There is an unwritten contract when it comes to previewing NFL games. You, the reader, are curious about how and why to watch a game, and I, the writer, explain both in exchange for your click. But, then, the NFL schedules a game like Kansas City Chiefs vs. Chicago Bears on Sunday Night Football, ruining everything.
At the beginning of the season, every fan base of every team has high hopes. Maybe this is their year. But now, as we approach Week 16, we have a clear view of the haves and have-nots. We know, for the most part, who can look forward to the playoffs and who can look forward to the draft.
Technically, this game has playoff implications. However, even if they win this game, the Chiefs would still only have a 32% of securing a bye. If they lose the game, the Chiefs could slip to the fourth seed, but no matter what, they have a better than 50% chance of earning the third seed.
If you aren’t a Kansas City fan, why would that prompt you to watch a game that the Chiefs should easily win? Wouldn’t you be better off spending your evening with loved ones and refreshing the playoff picture before bed? The eliminated Chicago Bears led by 24th-ranked quarterback Mitch Trubisky, aren’t going to beat the surging Kansas City offense.
But it is my job to tell you why you should watch this game. (Other than that it’s football, and the argument that football on TV is better than no football on TV.) Let me at least try to come up with something to justify your watching to others, if not yourself.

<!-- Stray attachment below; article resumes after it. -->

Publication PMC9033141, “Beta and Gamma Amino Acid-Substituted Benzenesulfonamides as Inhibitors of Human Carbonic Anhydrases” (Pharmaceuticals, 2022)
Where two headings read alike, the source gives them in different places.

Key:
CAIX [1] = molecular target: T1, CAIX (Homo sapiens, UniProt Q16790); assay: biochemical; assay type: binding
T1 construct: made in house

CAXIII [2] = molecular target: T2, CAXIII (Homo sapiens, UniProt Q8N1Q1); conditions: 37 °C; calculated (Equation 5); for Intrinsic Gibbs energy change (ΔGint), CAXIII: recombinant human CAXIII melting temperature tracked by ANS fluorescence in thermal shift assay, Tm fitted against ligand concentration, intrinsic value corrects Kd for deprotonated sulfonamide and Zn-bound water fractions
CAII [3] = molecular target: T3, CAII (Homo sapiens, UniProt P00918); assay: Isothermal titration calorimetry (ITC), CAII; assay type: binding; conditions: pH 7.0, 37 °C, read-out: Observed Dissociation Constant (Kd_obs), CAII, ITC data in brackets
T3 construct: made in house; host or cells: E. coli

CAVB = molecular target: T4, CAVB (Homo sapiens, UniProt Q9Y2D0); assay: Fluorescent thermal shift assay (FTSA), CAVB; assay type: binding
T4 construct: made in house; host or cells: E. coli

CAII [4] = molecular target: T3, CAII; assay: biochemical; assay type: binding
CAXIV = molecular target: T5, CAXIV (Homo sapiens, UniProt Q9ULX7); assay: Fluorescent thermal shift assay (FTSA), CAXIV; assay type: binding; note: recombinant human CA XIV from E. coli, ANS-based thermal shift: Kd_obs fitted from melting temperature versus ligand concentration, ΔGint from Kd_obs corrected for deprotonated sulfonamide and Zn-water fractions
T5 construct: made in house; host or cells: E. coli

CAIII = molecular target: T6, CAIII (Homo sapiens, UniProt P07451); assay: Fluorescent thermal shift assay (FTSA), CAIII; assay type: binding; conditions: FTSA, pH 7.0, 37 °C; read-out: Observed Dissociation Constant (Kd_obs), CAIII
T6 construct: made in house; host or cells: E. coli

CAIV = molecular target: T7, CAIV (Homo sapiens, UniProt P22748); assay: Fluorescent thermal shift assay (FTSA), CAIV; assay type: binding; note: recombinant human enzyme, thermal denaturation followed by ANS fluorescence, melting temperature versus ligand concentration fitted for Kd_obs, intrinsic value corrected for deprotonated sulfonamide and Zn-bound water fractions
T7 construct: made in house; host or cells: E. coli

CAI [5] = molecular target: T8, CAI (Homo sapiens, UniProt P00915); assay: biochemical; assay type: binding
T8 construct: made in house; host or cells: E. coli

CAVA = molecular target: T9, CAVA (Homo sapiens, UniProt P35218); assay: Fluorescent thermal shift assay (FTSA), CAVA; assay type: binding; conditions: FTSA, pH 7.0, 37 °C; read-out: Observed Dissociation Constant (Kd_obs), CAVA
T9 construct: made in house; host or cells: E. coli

Certainly, you aren’t watching for the Bears’ quarterbacking.
You might argue that this game is worth it just to watch Patrick Mahomes. Solid reasoning. However, you would probably be better off watching any other Mahomes game if you want to see his greatness. The Bears have a bad offense but a great defense, so this won’t be a shootout and Mahomes may be frustrated by the D.
A good defense means you will see less of this than you might like.
The Tarkenton-Favre-Mahomes Gene pic.twitter.com/sKmZo96lzX— Terez A. Paylor (@TerezPaylor) December 15, 2019
And since the Chiefs should have a comfortable lead relatively quickly, you probably won’t see too many of these.
Last week, the Chiefs beat the similarly defensive-minded Broncos 23-3, in a game that awesomely had snow. The Chiefs aren’t afraid to get out to an early lead and simply protect the win from there. The Chiefs have actually risen to 11th in Defensive DVOA, largely on the strength of their pass defense. Trubisky would have trouble throwing on this team even if he were good.
It doesn't get a lot of attention but the Chiefs pass defense has been great this year.— Steven Ruiz (a lifelong DC Defenders fan) (@theStevenRuiz) December 16, 2019
The additions of safeties Tyrann Mathieu and Juan Thornhill gave first-year def. coordinator Steve Spagnuolo the players to execute the new-and-improved scheme. https://t.co/RpNKFROY5K pic.twitter.com/2XmULMclHZ